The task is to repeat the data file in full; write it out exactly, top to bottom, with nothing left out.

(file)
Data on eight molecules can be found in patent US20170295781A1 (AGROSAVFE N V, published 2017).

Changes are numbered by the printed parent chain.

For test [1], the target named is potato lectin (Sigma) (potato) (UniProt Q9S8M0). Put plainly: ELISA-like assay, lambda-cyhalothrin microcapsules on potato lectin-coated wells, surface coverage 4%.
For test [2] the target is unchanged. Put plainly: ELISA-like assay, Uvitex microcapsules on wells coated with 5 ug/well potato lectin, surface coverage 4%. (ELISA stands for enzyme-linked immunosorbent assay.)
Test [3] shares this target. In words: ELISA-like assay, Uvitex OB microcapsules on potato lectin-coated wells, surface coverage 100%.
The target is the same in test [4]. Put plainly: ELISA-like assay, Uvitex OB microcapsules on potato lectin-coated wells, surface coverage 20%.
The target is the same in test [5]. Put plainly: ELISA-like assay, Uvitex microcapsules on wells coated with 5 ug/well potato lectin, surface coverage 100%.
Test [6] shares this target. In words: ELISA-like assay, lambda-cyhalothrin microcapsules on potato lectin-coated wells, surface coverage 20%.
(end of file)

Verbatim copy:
Data on eight molecules can be found in patent US20170295781A1 (AGROSAVFE N V, published 2017).

Changes are numbered by the printed parent chain.

For test [1], the target named is potato lectin (Sigma) (potato) (UniProt Q9S8M0). Put plainly: ELISA-like assay, lambda-cyhalothrin microcapsules on potato lectin-coated wells, surface coverage 4%.
For test [2] the target is unchanged. Put plainly: ELISA-like assay, Uvitex microcapsules on wells coated with 5 ug/well potato lectin, surface coverage 4%. (ELISA stands for enzyme-linked immunosorbent assay.)
Test [3] shares this target. In words: ELISA-like assay, Uvitex OB microcapsules on potato lectin-coated wells, surface coverage 100%.
The target is the same in test [4]. Put plainly: ELISA-like assay, Uvitex OB microcapsules on potato lectin-coated wells, surface coverage 20%.
The target is the same in test [5]. Put plainly: ELISA-like assay, Uvitex microcapsules on wells coated with 5 ug/well potato lectin, surface coverage 100%.
Test [6] shares this target. In words: ELISA-like assay, lambda-cyhalothrin microcapsules on potato lectin-coated wells, surface coverage 20%.